In 2017, the National Post reported on how the Ottawa tree industry was struggling, as the federal government was pushing ahead with a plan to buy off thousands of tree trees that had been left to rot in the city.
The trees were destined for a landfill.
But when the federal and provincial governments signed a deal to sell off the trees to a private company, Ottawa decided it would use the money to repair the city’s iconic Christmas tree on Parliament Hill.
The tree is now in storage in a Toronto warehouse, awaiting a new design.
Ottawa’s recycling plan was applauded by the city, but its implementation has been criticized by residents.
(David Donnelly/CBC) In 2017 the National Press-Telegram reported on the impact of Ottawa’s Christmas tree recycling plan on the city: In Ottawa, the trees were to be recycled in a private yard for free and then sold off to a recycler, whose proceeds would be used to repair tree damage.
Ottawa did not buy or sell the trees from the city or the province and it did not provide details of the private company to which it was sold.
The story said Ottawa’s plan “raised questions about whether the plan’s goal of recycling thousands of trees would be achieved.”
In 2018, the Ottawa Citizen reported on Ottawa’s “greenest city” project: In February, the city announced plans to buy back hundreds of trees, and to create a $5 million fund to purchase trees from city-owned property.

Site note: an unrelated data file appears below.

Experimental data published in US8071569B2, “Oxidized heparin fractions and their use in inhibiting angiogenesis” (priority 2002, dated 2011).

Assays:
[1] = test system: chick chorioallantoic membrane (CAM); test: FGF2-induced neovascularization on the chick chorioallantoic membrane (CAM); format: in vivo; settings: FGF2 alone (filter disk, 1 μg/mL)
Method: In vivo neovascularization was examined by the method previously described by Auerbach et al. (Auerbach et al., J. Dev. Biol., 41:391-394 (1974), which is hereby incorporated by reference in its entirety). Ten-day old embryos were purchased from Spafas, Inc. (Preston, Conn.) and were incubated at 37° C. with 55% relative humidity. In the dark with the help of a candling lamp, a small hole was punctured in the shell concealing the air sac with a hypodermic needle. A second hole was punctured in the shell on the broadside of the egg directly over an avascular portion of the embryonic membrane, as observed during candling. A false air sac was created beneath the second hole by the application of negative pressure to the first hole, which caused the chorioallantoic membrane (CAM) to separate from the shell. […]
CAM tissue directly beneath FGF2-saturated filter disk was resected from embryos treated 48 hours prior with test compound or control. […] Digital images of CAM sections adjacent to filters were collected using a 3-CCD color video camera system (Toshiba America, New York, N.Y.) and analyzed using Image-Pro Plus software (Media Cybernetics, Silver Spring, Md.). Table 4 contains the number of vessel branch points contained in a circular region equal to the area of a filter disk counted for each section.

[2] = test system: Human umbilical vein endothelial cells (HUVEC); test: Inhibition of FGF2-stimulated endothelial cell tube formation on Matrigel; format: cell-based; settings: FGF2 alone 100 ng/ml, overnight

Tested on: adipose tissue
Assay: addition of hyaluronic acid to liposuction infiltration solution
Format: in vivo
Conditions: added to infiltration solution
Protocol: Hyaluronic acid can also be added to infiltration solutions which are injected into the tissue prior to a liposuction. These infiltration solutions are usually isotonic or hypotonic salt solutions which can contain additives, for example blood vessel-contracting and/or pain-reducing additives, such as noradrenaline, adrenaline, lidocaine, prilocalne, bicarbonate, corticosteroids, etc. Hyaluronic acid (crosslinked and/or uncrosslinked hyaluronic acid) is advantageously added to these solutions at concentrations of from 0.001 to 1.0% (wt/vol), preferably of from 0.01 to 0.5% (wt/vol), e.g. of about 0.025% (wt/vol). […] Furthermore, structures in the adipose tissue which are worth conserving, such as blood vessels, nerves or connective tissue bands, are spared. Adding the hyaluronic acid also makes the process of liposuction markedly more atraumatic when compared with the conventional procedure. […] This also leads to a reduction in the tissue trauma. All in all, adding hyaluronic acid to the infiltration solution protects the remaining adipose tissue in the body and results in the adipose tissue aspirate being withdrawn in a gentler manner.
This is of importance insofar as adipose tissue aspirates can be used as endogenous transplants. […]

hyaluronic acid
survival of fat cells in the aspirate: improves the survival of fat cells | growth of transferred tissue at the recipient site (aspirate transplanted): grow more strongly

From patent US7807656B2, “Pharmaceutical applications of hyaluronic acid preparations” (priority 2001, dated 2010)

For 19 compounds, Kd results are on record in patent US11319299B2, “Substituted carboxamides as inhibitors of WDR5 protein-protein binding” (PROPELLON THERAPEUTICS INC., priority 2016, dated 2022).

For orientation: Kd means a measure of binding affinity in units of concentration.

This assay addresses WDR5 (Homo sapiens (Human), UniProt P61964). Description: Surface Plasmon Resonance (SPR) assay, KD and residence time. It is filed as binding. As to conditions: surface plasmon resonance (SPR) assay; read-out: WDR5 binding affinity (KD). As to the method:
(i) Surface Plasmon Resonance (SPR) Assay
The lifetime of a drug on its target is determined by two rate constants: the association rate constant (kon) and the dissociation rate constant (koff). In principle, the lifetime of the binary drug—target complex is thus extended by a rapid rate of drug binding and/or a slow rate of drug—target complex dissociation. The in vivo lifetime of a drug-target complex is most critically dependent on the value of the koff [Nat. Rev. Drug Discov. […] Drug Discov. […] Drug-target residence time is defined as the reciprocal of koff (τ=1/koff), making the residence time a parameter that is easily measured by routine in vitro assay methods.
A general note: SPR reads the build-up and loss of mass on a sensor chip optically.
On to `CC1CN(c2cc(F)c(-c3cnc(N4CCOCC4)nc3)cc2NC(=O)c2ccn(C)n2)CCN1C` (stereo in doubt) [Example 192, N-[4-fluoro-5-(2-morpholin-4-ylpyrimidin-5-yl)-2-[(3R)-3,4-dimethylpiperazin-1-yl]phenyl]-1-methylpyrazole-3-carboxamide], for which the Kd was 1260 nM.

In the first two years, Ottawa will purchase trees at an average price of $2,200.
Over the course of four years, the money will be invested in improving the parks, including the tree removal program.
The city said the plan would not require the purchase of trees.
The plan was welcomed by residents, but critics have raised concerns about the plan, such as the lack of an oversight mechanism, how much the plan will cost and the amount of money Ottawa will receive from the purchase.
A number of city councillors expressed concern about the potential negative impacts of the plan.
The Citizen wrote that “the plan could make it easier for Ottawa to dispose of unwanted trees by recycling them in the landfill, but that could also encourage more tree-busting and other illegal activities.”
The Citizen also reported that in the first year, Ottawa “will pay $1,400 to remove more than 2,000 trees from trees on the street.”
The plan has been praised by residents and has been lauded by some in the media.
But there have been concerns about its implementation.
“It’s a lot more difficult to get people to pay for a tree than it is to get them to pay to pay a fine,” said Jim O’Connor, a spokesperson for the city of Ottawa.
“If you’re a parent, you’re more concerned about what they’re going to do with the tree than what they’ve done with the city.”
The tree that’s being put back in storage at the City of Ottawa is in the storage unit at the Ottawa Civic Centre, and it is not yet ready to be returned to the city for a new replacement.
The new plan is expected to save taxpayers up to $4.5 million over four years.
The Ottawa Citizen wrote in 2017 that Ottawa had “recycled more than $100 million in public funds, including nearly $2 million in federal and state support to install solar panels in all major city parks and facilities.”
A spokesperson for city council said in a statement that Ottawa “welcomes” Ottawa’s efforts, and is “committed to ensuring the city meets its greening and recycling goals.”